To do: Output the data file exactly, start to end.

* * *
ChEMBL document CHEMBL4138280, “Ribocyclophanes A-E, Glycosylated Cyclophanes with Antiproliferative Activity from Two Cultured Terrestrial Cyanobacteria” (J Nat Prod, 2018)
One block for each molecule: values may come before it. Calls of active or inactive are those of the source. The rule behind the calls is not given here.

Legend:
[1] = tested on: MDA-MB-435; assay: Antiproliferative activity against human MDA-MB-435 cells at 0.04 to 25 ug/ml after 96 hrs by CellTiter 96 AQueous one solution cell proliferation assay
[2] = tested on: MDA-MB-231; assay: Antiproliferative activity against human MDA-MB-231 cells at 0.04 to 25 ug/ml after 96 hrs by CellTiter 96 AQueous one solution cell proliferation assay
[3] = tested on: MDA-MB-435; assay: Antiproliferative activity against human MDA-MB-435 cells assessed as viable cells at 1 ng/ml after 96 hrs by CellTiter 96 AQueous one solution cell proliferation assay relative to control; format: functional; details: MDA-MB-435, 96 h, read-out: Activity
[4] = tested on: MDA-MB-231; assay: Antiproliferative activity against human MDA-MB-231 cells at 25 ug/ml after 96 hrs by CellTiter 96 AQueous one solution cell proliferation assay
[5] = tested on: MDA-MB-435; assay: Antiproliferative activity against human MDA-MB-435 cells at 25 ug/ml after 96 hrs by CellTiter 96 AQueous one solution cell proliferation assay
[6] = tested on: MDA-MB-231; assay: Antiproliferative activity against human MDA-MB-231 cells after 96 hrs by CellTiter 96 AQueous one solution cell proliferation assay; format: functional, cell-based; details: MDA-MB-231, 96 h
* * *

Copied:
ChEMBL document CHEMBL4138280, “Ribocyclophanes A-E, Glycosylated Cyclophanes with Antiproliferative Activity from Two Cultured Terrestrial Cyanobacteria” (J Nat Prod, 2018)
One block for each molecule: values may come before it. Calls of active or inactive are those of the source. The rule behind the calls is not given here.

Legend:
[1] = tested on: MDA-MB-435; assay: Antiproliferative activity against human MDA-MB-435 cells at 0.04 to 25 ug/ml after 96 hrs by CellTiter 96 AQueous one solution cell proliferation assay
[2] = tested on: MDA-MB-231; assay: Antiproliferative activity against human MDA-MB-231 cells at 0.04 to 25 ug/ml after 96 hrs by CellTiter 96 AQueous one solution cell proliferation assay
[3] = tested on: MDA-MB-435; assay: Antiproliferative activity against human MDA-MB-435 cells assessed as viable cells at 1 ng/ml after 96 hrs by CellTiter 96 AQueous one solution cell proliferation assay relative to control; format: functional; details: MDA-MB-435, 96 h, read-out: Activity
[4] = tested on: MDA-MB-231; assay: Antiproliferative activity against human MDA-MB-231 cells at 25 ug/ml after 96 hrs by CellTiter 96 AQueous one solution cell proliferation assay
[5] = tested on: MDA-MB-435; assay: Antiproliferative activity against human MDA-MB-435 cells at 25 ug/ml after 96 hrs by CellTiter 96 AQueous one solution cell proliferation assay
[6] = tested on: MDA-MB-231; assay: Antiproliferative activity against human MDA-MB-231 cells after 96 hrs by CellTiter 96 AQueous one solution cell proliferation assay; format: functional, cell-based; details: MDA-MB-231, 96 h